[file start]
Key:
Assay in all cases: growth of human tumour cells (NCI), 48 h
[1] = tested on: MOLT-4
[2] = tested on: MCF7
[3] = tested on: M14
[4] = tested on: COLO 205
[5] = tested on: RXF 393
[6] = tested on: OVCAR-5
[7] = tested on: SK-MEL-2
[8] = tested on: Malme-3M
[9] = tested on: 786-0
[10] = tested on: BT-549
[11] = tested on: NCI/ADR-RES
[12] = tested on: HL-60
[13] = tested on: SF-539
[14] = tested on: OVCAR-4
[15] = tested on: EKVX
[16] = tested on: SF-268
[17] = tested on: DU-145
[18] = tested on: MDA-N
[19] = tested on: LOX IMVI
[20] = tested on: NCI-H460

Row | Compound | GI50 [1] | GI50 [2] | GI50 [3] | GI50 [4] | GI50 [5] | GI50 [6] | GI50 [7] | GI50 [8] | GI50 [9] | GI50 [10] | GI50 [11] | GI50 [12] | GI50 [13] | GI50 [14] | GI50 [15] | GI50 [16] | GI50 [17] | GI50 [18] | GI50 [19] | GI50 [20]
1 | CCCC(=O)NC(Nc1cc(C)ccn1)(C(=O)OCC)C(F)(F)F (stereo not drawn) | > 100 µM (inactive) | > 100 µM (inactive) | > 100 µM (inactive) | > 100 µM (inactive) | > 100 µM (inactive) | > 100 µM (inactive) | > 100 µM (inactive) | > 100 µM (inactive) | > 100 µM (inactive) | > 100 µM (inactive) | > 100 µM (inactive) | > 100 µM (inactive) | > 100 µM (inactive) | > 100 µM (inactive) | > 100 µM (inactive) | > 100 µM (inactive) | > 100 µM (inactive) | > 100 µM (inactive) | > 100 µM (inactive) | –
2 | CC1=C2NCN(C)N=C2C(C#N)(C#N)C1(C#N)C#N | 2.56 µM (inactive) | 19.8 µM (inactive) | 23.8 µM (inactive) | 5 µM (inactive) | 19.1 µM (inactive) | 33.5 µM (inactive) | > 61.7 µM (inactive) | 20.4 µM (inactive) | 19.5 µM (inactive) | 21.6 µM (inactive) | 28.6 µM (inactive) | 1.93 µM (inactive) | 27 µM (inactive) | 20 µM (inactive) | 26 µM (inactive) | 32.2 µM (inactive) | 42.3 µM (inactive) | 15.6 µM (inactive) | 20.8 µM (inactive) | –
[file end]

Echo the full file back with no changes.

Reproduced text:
Key:
Assay in all cases: growth of human tumour cells (NCI), 48 h
[1] = tested on: MOLT-4
[2] = tested on: MCF7
[3] = tested on: M14
[4] = tested on: COLO 205
[5] = tested on: RXF 393
[6] = tested on: OVCAR-5
[7] = tested on: SK-MEL-2
[8] = tested on: Malme-3M
[9] = tested on: 786-0
[10] = tested on: BT-549
[11] = tested on: NCI/ADR-RES
[12] = tested on: HL-60
[13] = tested on: SF-539
[14] = tested on: OVCAR-4
[15] = tested on: EKVX
[16] = tested on: SF-268
[17] = tested on: DU-145
[18] = tested on: MDA-N
[19] = tested on: LOX IMVI
[20] = tested on: NCI-H460

Row | Compound | GI50 [1] | GI50 [2] | GI50 [3] | GI50 [4] | GI50 [5] | GI50 [6] | GI50 [7] | GI50 [8] | GI50 [9] | GI50 [10] | GI50 [11] | GI50 [12] | GI50 [13] | GI50 [14] | GI50 [15] | GI50 [16] | GI50 [17] | GI50 [18] | GI50 [19] | GI50 [20]
1 | CCCC(=O)NC(Nc1cc(C)ccn1)(C(=O)OCC)C(F)(F)F (stereo not drawn) | > 100 µM (inactive) | > 100 µM (inactive) | > 100 µM (inactive) | > 100 µM (inactive) | > 100 µM (inactive) | > 100 µM (inactive) | > 100 µM (inactive) | > 100 µM (inactive) | > 100 µM (inactive) | > 100 µM (inactive) | > 100 µM (inactive) | > 100 µM (inactive) | > 100 µM (inactive) | > 100 µM (inactive) | > 100 µM (inactive) | > 100 µM (inactive) | > 100 µM (inactive) | > 100 µM (inactive) | > 100 µM (inactive) | –
2 | CC1=C2NCN(C)N=C2C(C#N)(C#N)C1(C#N)C#N | 2.56 µM (inactive) | 19.8 µM (inactive) | 23.8 µM (inactive) | 5 µM (inactive) | 19.1 µM (inactive) | 33.5 µM (inactive) | > 61.7 µM (inactive) | 20.4 µM (inactive) | 19.5 µM (inactive) | 21.6 µM (inactive) | 28.6 µM (inactive) | 1.93 µM (inactive) | 27 µM (inactive) | 20 µM (inactive) | 26 µM (inactive) | 32.2 µM (inactive) | 42.3 µM (inactive) | 15.6 µM (inactive) | 20.8 µM (inactive) | –